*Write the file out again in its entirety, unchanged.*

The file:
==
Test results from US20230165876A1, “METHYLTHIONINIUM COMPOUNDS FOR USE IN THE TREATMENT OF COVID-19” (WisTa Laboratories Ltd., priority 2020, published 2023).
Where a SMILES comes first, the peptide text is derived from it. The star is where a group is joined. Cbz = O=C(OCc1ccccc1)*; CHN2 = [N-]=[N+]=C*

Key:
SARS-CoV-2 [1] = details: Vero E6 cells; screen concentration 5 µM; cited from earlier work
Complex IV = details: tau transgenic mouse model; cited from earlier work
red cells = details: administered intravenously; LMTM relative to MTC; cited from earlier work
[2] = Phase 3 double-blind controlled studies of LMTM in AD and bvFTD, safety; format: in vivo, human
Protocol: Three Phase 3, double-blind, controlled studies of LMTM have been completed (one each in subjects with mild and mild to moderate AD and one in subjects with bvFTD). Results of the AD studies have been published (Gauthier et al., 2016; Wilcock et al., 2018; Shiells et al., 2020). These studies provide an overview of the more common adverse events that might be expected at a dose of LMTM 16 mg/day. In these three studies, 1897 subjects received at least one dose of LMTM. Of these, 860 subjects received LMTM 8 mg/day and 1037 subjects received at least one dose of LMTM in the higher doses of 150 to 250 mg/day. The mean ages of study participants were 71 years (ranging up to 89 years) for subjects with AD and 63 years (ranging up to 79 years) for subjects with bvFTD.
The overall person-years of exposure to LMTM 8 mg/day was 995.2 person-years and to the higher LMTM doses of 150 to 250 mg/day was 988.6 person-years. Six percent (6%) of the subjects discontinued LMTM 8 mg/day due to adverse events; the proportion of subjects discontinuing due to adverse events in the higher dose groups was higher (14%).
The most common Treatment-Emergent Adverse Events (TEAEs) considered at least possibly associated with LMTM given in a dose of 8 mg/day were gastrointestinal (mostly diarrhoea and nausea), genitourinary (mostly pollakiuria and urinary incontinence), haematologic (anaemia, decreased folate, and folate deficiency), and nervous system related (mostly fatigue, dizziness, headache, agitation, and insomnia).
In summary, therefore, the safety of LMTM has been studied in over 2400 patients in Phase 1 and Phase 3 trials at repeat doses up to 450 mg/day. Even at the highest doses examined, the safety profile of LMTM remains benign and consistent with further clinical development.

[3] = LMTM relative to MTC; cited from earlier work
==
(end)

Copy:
Test results from US20230165876A1, “METHYLTHIONINIUM COMPOUNDS FOR USE IN THE TREATMENT OF COVID-19” (WisTa Laboratories Ltd., priority 2020, published 2023).
Where a SMILES comes first, the peptide text is derived from it. The star is where a group is joined. Cbz = O=C(OCc1ccccc1)*; CHN2 = [N-]=[N+]=C*

Key:
SARS-CoV-2 [1] = details: Vero E6 cells; screen concentration 5 µM; cited from earlier work
Complex IV = details: tau transgenic mouse model; cited from earlier work
red cells = details: administered intravenously; LMTM relative to MTC; cited from earlier work
[2] = Phase 3 double-blind controlled studies of LMTM in AD and bvFTD, safety; format: in vivo, human
Protocol: Three Phase 3, double-blind, controlled studies of LMTM have been completed (one each in subjects with mild and mild to moderate AD and one in subjects with bvFTD). Results of the AD studies have been published (Gauthier et al., 2016; Wilcock et al., 2018; Shiells et al., 2020). These studies provide an overview of the more common adverse events that might be expected at a dose of LMTM 16 mg/day. In these three studies, 1897 subjects received at least one dose of LMTM. Of these, 860 subjects received LMTM 8 mg/day and 1037 subjects received at least one dose of LMTM in the higher doses of 150 to 250 mg/day. The mean ages of study participants were 71 years (ranging up to 89 years) for subjects with AD and 63 years (ranging up to 79 years) for subjects with bvFTD.
The overall person-years of exposure to LMTM 8 mg/day was 995.2 person-years and to the higher LMTM doses of 150 to 250 mg/day was 988.6 person-years. Six percent (6%) of the subjects discontinued LMTM 8 mg/day due to adverse events; the proportion of subjects discontinuing due to adverse events in the higher dose groups was higher (14%).
The most common Treatment-Emergent Adverse Events (TEAEs) considered at least possibly associated with LMTM given in a dose of 8 mg/day were gastrointestinal (mostly diarrhoea and nausea), genitourinary (mostly pollakiuria and urinary incontinence), haematologic (anaemia, decreased folate, and folate deficiency), and nervous system related (mostly fatigue, dizziness, headache, agitation, and insomnia).
In summary, therefore, the safety of LMTM has been studied in over 2400 patients in Phase 1 and Phase 3 trials at repeat doses up to 450 mg/day. Even at the highest doses examined, the safety profile of LMTM remains benign and consistent with further clinical development.

[3] = LMTM relative to MTC; cited from earlier work